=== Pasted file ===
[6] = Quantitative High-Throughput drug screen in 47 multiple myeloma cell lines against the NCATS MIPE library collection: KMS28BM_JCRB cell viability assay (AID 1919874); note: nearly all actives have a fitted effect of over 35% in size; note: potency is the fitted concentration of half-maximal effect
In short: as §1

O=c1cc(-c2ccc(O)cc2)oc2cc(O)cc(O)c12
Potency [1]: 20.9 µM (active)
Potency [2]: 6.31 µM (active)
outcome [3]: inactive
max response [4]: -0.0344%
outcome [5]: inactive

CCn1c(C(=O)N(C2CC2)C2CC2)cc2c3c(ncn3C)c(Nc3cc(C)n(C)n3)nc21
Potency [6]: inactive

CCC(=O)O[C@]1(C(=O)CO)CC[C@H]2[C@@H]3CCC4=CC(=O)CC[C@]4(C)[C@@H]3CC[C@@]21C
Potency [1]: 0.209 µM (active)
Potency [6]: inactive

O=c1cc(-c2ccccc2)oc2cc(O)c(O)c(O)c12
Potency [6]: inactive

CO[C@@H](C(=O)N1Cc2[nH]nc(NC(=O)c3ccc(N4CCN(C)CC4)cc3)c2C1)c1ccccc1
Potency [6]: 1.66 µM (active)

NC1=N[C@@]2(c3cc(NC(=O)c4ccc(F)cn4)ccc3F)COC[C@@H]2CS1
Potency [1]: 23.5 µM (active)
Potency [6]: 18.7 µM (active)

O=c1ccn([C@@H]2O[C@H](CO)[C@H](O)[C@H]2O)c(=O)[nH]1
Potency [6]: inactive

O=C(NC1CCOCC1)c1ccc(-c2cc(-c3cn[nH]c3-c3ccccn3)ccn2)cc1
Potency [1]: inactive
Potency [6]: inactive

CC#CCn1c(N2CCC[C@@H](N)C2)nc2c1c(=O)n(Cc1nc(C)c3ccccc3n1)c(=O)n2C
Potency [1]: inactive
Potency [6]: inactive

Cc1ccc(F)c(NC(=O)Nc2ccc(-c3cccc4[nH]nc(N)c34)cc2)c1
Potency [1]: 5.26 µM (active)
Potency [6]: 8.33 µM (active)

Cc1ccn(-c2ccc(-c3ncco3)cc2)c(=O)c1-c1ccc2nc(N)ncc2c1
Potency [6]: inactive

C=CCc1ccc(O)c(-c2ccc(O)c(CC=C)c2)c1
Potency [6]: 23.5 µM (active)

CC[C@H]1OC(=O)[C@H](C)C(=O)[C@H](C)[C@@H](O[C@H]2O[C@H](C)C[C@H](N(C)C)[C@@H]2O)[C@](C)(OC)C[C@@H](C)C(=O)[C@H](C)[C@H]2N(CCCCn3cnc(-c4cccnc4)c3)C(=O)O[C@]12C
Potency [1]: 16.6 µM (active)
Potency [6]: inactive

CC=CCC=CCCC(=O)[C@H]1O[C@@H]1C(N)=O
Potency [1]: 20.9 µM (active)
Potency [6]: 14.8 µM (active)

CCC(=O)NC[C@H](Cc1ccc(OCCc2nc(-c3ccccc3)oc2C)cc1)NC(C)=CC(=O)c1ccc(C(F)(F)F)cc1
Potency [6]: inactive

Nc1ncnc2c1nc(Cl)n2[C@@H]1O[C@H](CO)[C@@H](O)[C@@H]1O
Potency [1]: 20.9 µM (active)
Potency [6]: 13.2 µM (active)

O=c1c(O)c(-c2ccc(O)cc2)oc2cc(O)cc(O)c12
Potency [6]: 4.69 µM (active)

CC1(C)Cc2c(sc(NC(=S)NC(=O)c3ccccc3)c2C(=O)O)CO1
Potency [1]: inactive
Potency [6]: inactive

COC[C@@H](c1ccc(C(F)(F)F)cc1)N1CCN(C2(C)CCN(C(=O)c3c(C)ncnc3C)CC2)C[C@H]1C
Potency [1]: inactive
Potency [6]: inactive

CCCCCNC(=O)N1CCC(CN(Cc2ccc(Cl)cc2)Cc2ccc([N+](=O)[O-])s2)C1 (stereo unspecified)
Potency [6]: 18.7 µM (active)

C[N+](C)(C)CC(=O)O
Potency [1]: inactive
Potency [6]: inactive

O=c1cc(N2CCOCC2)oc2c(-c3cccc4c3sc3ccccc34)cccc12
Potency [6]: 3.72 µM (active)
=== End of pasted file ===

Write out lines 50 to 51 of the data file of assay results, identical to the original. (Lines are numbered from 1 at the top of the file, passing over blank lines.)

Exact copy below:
Potency [1]: inactive
Potency [6]: inactive